Once you’ve chosen a hobby you are really interested in, take it to the next level by going to events and workshops to both become better, and meet others with the same level of passion and commitment. Fitness expos, yoga training camps, art and writing workshops – there are countless places, events and organized meetups out there for you to explore and potentially find new people.

It’s alright to be shy at first – especially if you’re self-conscious. Overcoming that feeling is part of the recovery process, as is gaining a stronger self-esteem and becoming more confident in yourself – and taking the first steps to make new friends helps with that tremendously.


Write About Yourself

Writing an anonymous journal or starting a blog with a pseudonym is one thing – and it’s most definitely a healthy thing, if any of the copious literature on blogging and journaling has anything to say about it – but if you’re looking to make sober friends and find new people to talk to and share life experiences with, then consider putting yourself out there through blogging and social media.

Blogging is a fantastic way to meet other people in the scene, both new and old. Sober living blogs have been around for about if blogging became a thing on the Internet, and many of the most popular blogs continue to be written by single individuals sharing their life experiences on the path to recovery, including their experiences with new people and fresh faces.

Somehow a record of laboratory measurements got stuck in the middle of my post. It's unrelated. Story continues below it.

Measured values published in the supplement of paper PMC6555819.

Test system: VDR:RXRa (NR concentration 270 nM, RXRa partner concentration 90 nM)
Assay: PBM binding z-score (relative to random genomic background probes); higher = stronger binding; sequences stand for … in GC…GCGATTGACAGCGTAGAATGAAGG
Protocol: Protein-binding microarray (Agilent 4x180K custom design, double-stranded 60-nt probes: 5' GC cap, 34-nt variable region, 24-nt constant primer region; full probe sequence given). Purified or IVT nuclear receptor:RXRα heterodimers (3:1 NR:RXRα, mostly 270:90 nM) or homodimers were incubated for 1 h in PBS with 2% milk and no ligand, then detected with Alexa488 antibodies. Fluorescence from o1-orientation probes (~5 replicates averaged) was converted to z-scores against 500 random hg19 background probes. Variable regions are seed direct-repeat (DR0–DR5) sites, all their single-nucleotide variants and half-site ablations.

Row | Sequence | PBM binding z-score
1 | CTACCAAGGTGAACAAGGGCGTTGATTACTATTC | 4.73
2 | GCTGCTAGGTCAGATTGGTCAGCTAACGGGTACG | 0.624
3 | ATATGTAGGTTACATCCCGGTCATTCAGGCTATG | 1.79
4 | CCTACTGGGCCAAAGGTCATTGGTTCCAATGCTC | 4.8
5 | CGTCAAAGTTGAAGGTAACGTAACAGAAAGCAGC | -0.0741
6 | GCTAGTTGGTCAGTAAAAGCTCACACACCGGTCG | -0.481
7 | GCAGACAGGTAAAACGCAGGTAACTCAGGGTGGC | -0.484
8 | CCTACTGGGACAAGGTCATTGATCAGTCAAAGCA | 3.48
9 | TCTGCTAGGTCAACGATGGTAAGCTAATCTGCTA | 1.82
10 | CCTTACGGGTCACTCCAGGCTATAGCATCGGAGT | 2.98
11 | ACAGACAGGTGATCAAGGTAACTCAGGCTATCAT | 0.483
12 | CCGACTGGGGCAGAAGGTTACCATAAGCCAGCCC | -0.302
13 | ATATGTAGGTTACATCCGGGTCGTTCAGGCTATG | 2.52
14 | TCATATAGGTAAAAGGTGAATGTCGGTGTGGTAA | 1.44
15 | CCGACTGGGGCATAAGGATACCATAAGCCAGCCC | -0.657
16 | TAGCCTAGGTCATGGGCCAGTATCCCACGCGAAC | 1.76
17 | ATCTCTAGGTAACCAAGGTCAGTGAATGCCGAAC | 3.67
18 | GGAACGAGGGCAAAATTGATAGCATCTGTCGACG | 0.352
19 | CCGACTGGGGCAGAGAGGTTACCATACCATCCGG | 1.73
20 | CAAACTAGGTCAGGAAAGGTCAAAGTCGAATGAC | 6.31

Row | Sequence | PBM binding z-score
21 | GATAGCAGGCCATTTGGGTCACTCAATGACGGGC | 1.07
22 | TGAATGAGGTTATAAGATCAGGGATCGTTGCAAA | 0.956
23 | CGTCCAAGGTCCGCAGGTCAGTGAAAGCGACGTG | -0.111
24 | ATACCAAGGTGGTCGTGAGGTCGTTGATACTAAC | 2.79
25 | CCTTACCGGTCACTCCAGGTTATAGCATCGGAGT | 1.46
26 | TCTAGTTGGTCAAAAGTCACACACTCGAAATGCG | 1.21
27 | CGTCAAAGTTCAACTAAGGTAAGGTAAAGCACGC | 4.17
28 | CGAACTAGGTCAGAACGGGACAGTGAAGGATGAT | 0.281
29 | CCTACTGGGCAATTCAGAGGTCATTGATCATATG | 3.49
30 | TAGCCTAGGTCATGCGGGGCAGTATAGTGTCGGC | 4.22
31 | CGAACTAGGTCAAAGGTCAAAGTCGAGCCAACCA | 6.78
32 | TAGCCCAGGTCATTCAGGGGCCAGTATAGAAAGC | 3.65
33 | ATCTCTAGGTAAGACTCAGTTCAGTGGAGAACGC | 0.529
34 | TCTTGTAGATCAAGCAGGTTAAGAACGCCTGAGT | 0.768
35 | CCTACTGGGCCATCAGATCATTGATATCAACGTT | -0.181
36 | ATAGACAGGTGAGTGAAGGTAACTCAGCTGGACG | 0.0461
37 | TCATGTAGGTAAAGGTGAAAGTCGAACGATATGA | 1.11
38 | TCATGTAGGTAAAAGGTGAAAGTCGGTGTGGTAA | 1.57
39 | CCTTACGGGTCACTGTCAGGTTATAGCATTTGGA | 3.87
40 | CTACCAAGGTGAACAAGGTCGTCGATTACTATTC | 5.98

You don’t have to be active on Facebook, write daily tweets, post a daily Instagram picture and become glued to your Snapchat account all while juggling a blog – choose one or two things to use for finding new people, and have fun. Instagram is an effortless way to find likeminded individuals, as it lets you easily sort through pictures by interest with the use of hashtags like #soberliving.

If you’re uncomfortable with the idea of using your real name and finding real people in your area to talk to, then consider joining chatrooms instead. There are plenty of online chatrooms dedicated to sobriety, alcoholism, drug use and mental health issues – but if you want to expand into territories that have less to do with your sobriety and more to do with your interests, feel free to search to your hearts content – with Discord, Slack, and a slew of IRC channels, you’re bound to find a chatroom somewhere on the Internet where several people from across the world are talking about the same thing.

The world is smaller than ever thanks to the instant communication afforded by the Internet – and that is something that should empower you, rather than scare you. Overcoming your addiction will take time, but time spent having fun goes by twice as fast, and if you make new sober friends, you’ll find yourself out of your first year of recovery in absolutely no time. It’s natural to be anxious at first – and you’re bound to run into some bad apples eventually. But you’ll find out that with practice, meeting new people becomes easier and easier – and with a little time, you’ll have your social anxieties under control enough to make new friends to share your time with.